Cover for Americans Do Their Business Abroad: The Peace Corps Latrine Reader
Book Info:
Paperback: 192 pages
Published: December 2008
ISBN: 978-09822619030
Dimensions: 8 x 5
Available in print and as an ebook

Americans Do Their Business Abroad: The Peace Corps Latrine Reader

"This book is full of hilarious volunteer stories that are too outrageous to be made up. Be prepared to laugh out loud as you get a taste of the side of volunteer life that's entertaining but not for the weak of stomach. Every volunteer has experiences that are terrifying, gross or disturbing at the time but hilarious after the fact. This book is full of those stories."
- Katie Devine, Reader

About the Book

Herein reside seventeen stories (and one poem) written by Peace Corps Volunteers from across the generations and across the planet. Such writing often brings expectations for a certain type of book (heartwarming, uplifting, nice). Many books give you that experience. And we like those books. They are good books. The world needs those books. This is not that book. Americans Do Their Business Abroad is a collection of stories a little too goofy, a little too personal (and maybe a little too gross) to belong anywhere else. Latrines. Goat eyeballs. Pickpockets. Whimsy. Wisdom. And arson in the name of hygiene. Enjoy.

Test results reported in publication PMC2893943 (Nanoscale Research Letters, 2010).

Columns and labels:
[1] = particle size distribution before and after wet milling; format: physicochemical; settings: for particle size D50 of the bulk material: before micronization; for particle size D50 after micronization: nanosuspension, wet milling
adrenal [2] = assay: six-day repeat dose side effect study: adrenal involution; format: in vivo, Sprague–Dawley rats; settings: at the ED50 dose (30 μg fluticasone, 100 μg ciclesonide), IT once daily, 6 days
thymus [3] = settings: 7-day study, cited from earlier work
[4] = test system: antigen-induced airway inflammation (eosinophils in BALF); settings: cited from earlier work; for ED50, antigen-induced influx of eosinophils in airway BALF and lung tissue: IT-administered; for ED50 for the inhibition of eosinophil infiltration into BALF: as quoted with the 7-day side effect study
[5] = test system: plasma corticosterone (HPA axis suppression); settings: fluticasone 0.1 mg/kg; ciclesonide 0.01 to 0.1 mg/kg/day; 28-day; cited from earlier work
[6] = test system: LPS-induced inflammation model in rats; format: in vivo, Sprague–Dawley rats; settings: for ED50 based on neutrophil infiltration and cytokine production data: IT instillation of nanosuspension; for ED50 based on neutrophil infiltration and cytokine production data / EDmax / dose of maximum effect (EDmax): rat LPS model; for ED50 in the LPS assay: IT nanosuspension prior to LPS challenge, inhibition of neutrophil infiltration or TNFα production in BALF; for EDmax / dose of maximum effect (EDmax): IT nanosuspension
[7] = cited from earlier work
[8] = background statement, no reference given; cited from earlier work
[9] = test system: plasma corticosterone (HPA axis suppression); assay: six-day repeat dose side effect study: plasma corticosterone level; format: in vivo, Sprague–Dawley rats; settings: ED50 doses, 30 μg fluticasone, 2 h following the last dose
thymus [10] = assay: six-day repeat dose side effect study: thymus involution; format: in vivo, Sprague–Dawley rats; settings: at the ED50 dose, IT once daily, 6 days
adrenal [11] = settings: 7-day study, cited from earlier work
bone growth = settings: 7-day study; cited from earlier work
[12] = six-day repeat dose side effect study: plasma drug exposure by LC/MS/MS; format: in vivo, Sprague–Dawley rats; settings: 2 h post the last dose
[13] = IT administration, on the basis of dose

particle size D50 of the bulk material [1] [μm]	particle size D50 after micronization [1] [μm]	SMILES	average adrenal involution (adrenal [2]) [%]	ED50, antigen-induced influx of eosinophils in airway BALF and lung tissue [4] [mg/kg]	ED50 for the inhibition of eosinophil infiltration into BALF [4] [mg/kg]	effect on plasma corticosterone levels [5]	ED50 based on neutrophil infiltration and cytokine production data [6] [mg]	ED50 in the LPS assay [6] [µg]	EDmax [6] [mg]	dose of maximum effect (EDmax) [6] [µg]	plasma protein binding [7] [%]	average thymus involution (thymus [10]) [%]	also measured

The Editors: Jake Fawson and Steve McNutte

Jake Fawson
Jake was born and raised in the southern Utah desert surrounded by a hoard of siblings and a few goats. He currently lives and drinks in New Orleans. As Peace Corps Volunteers (2000-2002), Jake and his wife Sarah managed the early development of an eco-tourism project in Gabon's Lope National Park.

Steve McNutt
Steve served in Gabon from 2000 to 2002. He received his M.F.A. in Nonfiction Writing from the University of Iowa where he was a post-graduate fellow with the International Writing Program. Currently, he's pursuing a Ph.D. in Language, Literacy and Culture, also at Iowa. His work has appeared in Lost magazine, the Des Moines Register, the Morning News, the Columbia Review and on National Public Radio's Weekend America: Iowa Edition. One of his essays was a finalist for The Florida Review's 2006 Nonfiction Prize. The next time Jake Fawson contacts him with an idea for a "quick project" he vows to leave the country and leave no forwarding address.